A Vision of Vietnam’s Internet Future?


A common internet scene across Vietnam | photo credit: Time

In dusty, cramped rooms across Vietnam, kids and adults log on to the web in internet shops. It’s a common sight on every other street in Vietnam, from major urban areas to the farthest-flung rural regions. Family businesses clear out their first floor lobbies, mount fans on walls, and install rows upon rows of desktop PCs to rent out web-time at an hourly rate. It’s a stable business because kids and teenagers want video games, adults want info and email, and everybody watches YouTube and downloads free music. With Vietnam’s internet penetration at 34.3 percent, roughly four percent over the world internet penetration average, and is one of the largest populations in Southeast Asia on the internet. Vietnam’s netizens are ranked 18th in the world with over 31 million people online.

2012 marks the 15th anniversary of Vietnam’s official connection to the internet. Gone are the days when people had to sneak in dial-up modems through customs to access the internet just to email their friends abroad. In the last 10 years, Vietnam’s internet population has increased 15-fold but government ministers and leaders of Vietnam’s still-growing internet landscape remain thirsty for more.

In a ceremony in the capital of Hanoi, celebrating the 15 years of internet development, professors, ministers, executives, and leaders gathered together to share their thoughts, hopes, and promises on where the internet in Vietnam is headed next. Dr. Mai Liem Truc, former deputy minister of post and transport laments that “there are still 60 million people who are not using the internet.” He cites that one of the reasons Vietnam has experienced so much growth compared to its regional neighbors is because of the price of web access, which is on a par – or a bit lower – in price with neighboring countries. Most people pay under 300,000 VND ($15) per month for broadband internet via state-owned telecoms.

Dr. Truc sees two frontiers that Vietnam needs to face for successful internet implementation:

  1. Encouraging businesses to reach farther out into the rural provinces
  2. Integrating IT more completely into education.

Although the internet has been growing in e-government, business, social networks, etc., schools and teachers have still not learned the best way to utilize technology in the classroom. He sees the ministries as playing a significant role in encouraging these developments as well as preparing Vietnamese IT companies to compete on a global stage.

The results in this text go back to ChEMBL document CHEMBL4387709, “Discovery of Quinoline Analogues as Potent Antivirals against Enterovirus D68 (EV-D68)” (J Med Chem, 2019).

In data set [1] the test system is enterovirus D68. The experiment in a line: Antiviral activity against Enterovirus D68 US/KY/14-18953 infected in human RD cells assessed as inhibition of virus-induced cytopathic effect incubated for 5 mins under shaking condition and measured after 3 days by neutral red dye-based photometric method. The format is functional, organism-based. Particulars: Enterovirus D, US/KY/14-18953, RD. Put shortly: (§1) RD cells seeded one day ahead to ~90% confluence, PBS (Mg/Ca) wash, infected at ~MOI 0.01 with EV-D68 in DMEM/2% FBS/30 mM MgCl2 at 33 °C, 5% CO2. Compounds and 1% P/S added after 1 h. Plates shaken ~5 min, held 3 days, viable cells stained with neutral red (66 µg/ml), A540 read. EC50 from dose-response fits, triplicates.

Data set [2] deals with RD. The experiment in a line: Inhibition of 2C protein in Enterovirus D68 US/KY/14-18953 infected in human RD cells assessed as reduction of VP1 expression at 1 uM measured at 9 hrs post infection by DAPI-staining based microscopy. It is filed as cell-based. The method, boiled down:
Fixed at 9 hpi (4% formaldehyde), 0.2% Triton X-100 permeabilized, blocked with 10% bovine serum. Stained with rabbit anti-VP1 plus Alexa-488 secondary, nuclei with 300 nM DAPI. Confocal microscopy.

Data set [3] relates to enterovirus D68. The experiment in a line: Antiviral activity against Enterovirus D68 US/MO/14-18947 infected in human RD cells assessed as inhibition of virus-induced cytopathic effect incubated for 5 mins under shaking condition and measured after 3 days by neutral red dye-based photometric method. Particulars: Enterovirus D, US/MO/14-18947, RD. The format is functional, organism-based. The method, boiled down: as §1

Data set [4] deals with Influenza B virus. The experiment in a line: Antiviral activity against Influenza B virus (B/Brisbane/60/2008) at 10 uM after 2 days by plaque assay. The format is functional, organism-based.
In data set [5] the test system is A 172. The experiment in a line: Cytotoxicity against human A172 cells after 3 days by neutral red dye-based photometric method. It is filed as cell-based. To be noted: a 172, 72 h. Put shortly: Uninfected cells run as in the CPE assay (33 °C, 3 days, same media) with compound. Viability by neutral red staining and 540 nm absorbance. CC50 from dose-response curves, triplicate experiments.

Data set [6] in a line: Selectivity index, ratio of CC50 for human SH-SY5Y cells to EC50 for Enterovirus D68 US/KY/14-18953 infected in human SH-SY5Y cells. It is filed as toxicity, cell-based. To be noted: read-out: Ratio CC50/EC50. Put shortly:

From the state company side, Nguyen Manh Hung, vice general director of Viettel Group, one of Vietnam’s leading telecoms, stated that Viettel wants to see every person in Vietnam with a smartphone, and every family with a 10Gbps broadband internet connection. Viettel has already been quite aggressive with uptake in schools, providing over 30,000 schools with internet connectivity. By 2015 their goal is to have fiber optic lines in every village in the country and by 2020 to equip 70 percent of all households with broadband internet. Other major telecoms companies, including VNPT, SCTV, and FPT, also share this aggressive sentiment and are implementing strategies of their own in their sectors.

My question is, will the major telecoms be able to deliver on these promises, and will the ministries safely guide Vietnam onto the global stage? Vu Hoang Lien, president of the Internet Association of Vietnam, warns that, “Only when the internet has been fully implemented in the countryside in large numbers can we truly be proud of internet growth in Vietnam”. He’s daunted by the task, adding, “There’s a lot of work going ahead to reach the countryside,” but most leaders are optimistic.

Most of the internet growth in Vietnam can be attributed to the major cities like Hanoi and Ho Chi Minh city, as well as the budding level-one cities like Da Nang, Can Tho, Nha Trang, and Hai Phong, whose internet penetration is well over 50 percent. The countryside is a considerably different problem and the population out there is the majority of the 60 million offline citizens that Dr. Truc is worried about.

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